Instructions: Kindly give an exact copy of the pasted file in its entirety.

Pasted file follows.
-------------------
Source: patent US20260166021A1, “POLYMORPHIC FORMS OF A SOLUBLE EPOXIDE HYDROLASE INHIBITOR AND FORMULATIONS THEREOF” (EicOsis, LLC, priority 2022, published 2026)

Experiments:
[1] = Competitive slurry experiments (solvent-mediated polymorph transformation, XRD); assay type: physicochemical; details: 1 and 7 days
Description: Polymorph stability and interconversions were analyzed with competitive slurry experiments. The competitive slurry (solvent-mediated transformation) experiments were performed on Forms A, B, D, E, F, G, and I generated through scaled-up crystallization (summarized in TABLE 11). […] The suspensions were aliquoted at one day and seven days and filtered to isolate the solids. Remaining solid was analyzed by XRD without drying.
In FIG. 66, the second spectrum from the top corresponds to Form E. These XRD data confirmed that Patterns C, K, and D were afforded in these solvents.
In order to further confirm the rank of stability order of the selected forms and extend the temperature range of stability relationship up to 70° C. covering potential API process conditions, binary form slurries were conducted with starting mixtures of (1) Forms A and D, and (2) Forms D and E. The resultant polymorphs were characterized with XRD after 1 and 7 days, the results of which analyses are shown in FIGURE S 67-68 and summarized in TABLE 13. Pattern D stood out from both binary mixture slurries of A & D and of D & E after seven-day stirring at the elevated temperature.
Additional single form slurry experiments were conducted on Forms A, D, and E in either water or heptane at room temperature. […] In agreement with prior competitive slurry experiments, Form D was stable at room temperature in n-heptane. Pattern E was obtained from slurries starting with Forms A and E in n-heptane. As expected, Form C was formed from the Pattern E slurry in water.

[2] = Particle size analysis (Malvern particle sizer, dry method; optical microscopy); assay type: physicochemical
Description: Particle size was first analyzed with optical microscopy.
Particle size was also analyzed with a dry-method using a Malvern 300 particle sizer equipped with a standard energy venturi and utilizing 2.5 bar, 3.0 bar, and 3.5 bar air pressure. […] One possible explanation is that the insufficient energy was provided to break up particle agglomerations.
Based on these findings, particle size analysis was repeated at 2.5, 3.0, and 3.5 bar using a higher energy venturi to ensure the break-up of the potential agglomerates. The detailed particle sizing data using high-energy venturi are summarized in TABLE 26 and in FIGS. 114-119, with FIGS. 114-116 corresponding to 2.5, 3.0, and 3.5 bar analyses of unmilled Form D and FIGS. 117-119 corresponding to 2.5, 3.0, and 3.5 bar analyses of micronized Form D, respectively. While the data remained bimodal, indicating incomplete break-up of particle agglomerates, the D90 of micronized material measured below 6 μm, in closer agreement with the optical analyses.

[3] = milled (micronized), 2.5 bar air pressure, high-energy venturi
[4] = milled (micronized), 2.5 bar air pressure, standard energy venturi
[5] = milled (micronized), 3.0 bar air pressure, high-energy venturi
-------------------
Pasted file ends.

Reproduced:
Source: patent US20260166021A1, “POLYMORPHIC FORMS OF A SOLUBLE EPOXIDE HYDROLASE INHIBITOR AND FORMULATIONS THEREOF” (EicOsis, LLC, priority 2022, published 2026)

Experiments:
[1] = Competitive slurry experiments (solvent-mediated polymorph transformation, XRD); assay type: physicochemical; details: 1 and 7 days
Description: Polymorph stability and interconversions were analyzed with competitive slurry experiments. The competitive slurry (solvent-mediated transformation) experiments were performed on Forms A, B, D, E, F, G, and I generated through scaled-up crystallization (summarized in TABLE 11). […] The suspensions were aliquoted at one day and seven days and filtered to isolate the solids. Remaining solid was analyzed by XRD without drying.
In FIG. 66, the second spectrum from the top corresponds to Form E. These XRD data confirmed that Patterns C, K, and D were afforded in these solvents.
In order to further confirm the rank of stability order of the selected forms and extend the temperature range of stability relationship up to 70° C. covering potential API process conditions, binary form slurries were conducted with starting mixtures of (1) Forms A and D, and (2) Forms D and E. The resultant polymorphs were characterized with XRD after 1 and 7 days, the results of which analyses are shown in FIGURE S 67-68 and summarized in TABLE 13. Pattern D stood out from both binary mixture slurries of A & D and of D & E after seven-day stirring at the elevated temperature.
Additional single form slurry experiments were conducted on Forms A, D, and E in either water or heptane at room temperature. […] In agreement with prior competitive slurry experiments, Form D was stable at room temperature in n-heptane. Pattern E was obtained from slurries starting with Forms A and E in n-heptane. As expected, Form C was formed from the Pattern E slurry in water.

[2] = Particle size analysis (Malvern particle sizer, dry method; optical microscopy); assay type: physicochemical
Description: Particle size was first analyzed with optical microscopy.
Particle size was also analyzed with a dry-method using a Malvern 300 particle sizer equipped with a standard energy venturi and utilizing 2.5 bar, 3.0 bar, and 3.5 bar air pressure. […] One possible explanation is that the insufficient energy was provided to break up particle agglomerations.
Based on these findings, particle size analysis was repeated at 2.5, 3.0, and 3.5 bar using a higher energy venturi to ensure the break-up of the potential agglomerates. The detailed particle sizing data using high-energy venturi are summarized in TABLE 26 and in FIGS. 114-119, with FIGS. 114-116 corresponding to 2.5, 3.0, and 3.5 bar analyses of unmilled Form D and FIGS. 117-119 corresponding to 2.5, 3.0, and 3.5 bar analyses of micronized Form D, respectively. While the data remained bimodal, indicating incomplete break-up of particle agglomerates, the D90 of micronized material measured below 6 μm, in closer agreement with the optical analyses.

[3] = milled (micronized), 2.5 bar air pressure, high-energy venturi
[4] = milled (micronized), 2.5 bar air pressure, standard energy venturi
[5] = milled (micronized), 3.0 bar air pressure, high-energy venturi